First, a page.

On Friday, Mother Nature took over the course setup duties from the guys in blue blazers and reminded the left-hander to be careful what you wish for.
'But,' he said again a moment later, 'it was right there if you hit the right shots.'
Suffice it to say that Mickelson didn't - not off the tees, from the fairways and especially on the greens. He hit just eight of 15 fairways, eight of 18 greens and didn't make even one putt longer than 8 feet. He started on the back nine and made back-to-back bogeys at Nos. 12 and 13, a cruel preview of the four straight Mickelson made to close out his first nine holes.
The 7-over 77 scorecard he signed left him eight shots out of the lead at the halfway point. It also marked Mickelson's worst round at the Open since 1994, when he shot 79 at Oakmont on the final day. It was only his second season as a pro, and back then no one would have imagined that the supremely talented kid with the easy smile was tying the first few knots in a string of major championships failures that would extend to 42 and haunt him for the next 10 years.
The futility ended with a victory in the Masters last year. The rash mistakes and spectacular collapses became easier to forget, and the times when Mickelson played bravely and well - only to see someone else play better - were easier to remember.
The process was long, painful and often too public. Mickelson vowed to play more aggressively, then less. His convictions changed several times in the course of a single season, and his character got ripped each time. But the fix was relatively simple: better preparations, better decisions and the resolve to see things through. Whether it was the result of frustration or simply maturity hardly mattered.
Either way, that's what made Friday's disaster tough to see coming. Mickelson has added both a swing and short-game coach and they do the scouting work before major championships with a military precision that would shame NFL teams during the week leading up to the Super Bowl.
Nine-hour practice rounds became par for the Pinehurst No. 2 course for Team Mickelson. Like everyone else, they knew the inverted, bowl-shaped greens would kick approach shots into some treacherous lies. But they went to the trouble of simulating just about every one.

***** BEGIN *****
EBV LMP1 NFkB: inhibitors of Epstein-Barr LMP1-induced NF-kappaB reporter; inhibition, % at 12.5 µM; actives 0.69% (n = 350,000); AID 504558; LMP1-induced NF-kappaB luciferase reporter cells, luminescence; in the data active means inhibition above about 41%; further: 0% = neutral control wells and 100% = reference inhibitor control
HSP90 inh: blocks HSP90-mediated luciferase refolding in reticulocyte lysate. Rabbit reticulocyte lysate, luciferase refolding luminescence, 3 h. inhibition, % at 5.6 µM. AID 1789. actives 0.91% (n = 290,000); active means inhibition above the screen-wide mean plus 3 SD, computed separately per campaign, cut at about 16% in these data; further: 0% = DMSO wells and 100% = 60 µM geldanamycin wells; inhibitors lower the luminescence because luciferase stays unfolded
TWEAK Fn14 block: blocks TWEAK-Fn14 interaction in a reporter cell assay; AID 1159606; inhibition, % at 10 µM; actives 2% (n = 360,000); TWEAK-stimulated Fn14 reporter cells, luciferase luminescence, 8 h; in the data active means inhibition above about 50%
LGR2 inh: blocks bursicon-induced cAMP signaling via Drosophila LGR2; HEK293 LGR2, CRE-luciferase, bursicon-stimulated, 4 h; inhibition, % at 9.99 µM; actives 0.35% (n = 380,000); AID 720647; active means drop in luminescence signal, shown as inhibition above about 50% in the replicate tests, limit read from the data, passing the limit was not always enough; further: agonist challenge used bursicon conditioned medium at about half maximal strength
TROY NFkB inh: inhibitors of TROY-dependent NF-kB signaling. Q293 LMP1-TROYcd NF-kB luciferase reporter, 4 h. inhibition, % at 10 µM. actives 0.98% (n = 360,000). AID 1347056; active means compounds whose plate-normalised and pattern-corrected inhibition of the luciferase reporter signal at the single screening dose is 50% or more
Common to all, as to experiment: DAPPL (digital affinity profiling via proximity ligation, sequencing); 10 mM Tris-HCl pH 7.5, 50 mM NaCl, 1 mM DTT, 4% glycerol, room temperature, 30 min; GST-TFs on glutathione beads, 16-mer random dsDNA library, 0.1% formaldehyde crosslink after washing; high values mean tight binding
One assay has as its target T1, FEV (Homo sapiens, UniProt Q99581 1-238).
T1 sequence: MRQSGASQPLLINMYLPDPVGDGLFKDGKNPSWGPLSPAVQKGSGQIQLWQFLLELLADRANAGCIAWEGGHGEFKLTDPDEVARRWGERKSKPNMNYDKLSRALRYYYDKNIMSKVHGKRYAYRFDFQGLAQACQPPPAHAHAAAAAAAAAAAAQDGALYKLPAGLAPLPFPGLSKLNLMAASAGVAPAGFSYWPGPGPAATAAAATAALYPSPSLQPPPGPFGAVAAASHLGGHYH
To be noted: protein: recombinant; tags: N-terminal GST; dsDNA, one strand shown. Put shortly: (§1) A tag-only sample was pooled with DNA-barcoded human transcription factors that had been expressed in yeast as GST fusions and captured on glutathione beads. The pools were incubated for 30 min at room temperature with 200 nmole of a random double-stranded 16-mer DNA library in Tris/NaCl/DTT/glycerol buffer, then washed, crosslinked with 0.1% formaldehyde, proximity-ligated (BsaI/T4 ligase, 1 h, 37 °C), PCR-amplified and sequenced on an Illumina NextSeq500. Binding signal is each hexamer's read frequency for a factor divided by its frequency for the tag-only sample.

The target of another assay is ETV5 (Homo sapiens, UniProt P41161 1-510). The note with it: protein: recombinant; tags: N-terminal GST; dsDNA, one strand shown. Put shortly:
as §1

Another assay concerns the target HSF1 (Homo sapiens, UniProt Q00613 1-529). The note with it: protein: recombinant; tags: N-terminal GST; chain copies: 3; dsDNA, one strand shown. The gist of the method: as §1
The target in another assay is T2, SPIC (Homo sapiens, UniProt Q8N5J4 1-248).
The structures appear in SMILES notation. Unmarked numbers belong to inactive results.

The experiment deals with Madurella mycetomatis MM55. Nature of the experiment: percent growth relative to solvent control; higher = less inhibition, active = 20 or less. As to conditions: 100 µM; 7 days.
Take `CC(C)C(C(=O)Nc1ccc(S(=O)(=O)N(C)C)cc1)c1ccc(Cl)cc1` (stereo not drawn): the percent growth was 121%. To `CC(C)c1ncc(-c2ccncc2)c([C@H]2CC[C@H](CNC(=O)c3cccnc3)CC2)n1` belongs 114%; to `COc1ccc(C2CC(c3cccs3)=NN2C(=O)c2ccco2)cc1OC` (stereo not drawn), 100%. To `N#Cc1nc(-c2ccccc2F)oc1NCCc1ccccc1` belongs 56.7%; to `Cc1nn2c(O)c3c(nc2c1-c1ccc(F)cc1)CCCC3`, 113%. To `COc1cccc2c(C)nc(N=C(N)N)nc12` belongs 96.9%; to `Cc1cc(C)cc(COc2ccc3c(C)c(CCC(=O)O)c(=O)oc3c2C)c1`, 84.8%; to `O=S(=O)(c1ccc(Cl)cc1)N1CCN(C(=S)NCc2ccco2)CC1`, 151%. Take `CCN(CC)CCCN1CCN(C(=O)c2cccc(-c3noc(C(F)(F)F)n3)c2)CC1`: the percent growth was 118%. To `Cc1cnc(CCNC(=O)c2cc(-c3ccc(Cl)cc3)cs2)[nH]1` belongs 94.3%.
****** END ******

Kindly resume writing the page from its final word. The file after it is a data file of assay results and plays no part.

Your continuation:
Throw in long stretches on the driving range and practice green, with his coaches, Rick Smith and Dave Pelz, hovering nearby at nearly every moment, and you begin to understand why Mickelson strolled into the interview room on the eve of the Open and invited the USGA professors to get medieval with the final exam.
Mickelson's opening came when someone asked whether he could imagine the USGA making the same ill-advised setup choice they did for last year's Open at Shinnecock Hills, where dried-out greens turned some putting surfaces into miniature golf courses from Hell.
'Well, I'm a little biased because I would love to see that happen,' Mickelson said, to some laughter.
'It's always been my contention that if nobody can hit a green, I've got a pretty good chance,' he added, to more laughter. 'I'm not opposed to that occurring this week.'
He repeated it a few more times, in a few different appearances. But when he stopped to talk after his second round, all the bravado had been drained out of his face.
'It's a tough course because you just can't make birdies. The more you try to make birdies, the more bogeys you're going to make. I wasn't really trying to make birdies,' Mickelson said. 'I was just trying to salvage pars and had a tough time doing that. It's a tough golf course.'
Proof of that was collecting on every side of him. There are precious few birdies to be squeezed out of Pinehurst. The course played five strokes above par in the opening round and a slightly less grueling 4-over Friday. The total number of players under par, starting with co-leaders Olin Browne and defending champion Retief Goosen at 2-under, can be counted on one hand.
'You just can't play aggressive here,' Mickelson said, repeating himself almost as if he had found the mantra. 'You just can't. I think it's going to take 36 pars to have an outside shot at winning, and that's kind of what I'm going for.'
The days when Mickelson let one foot get too far in front of the other - only to stumble at the most inopportune moments - were supposed to be a thing of the past.
He might yet thrive in the even-tougher conditions expected through the weekend. But at the moment, a bad putting day midway through a tournament that Mickelson said couldn't be tough enough for his satisfaction has him looking more clownish than just about anything the USGA can do to the greens.
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